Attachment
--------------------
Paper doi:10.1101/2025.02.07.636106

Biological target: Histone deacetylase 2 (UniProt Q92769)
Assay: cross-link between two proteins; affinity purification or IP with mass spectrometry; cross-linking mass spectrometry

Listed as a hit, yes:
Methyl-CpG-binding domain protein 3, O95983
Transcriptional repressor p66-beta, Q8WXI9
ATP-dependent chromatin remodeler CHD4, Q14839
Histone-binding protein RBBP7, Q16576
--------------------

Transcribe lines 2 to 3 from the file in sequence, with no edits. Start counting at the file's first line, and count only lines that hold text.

Biological target: Histone deacetylase 2 (UniProt Q92769)
Assay: cross-link between two proteins; affinity purification or IP with mass spectrometry; cross-linking mass spectrometry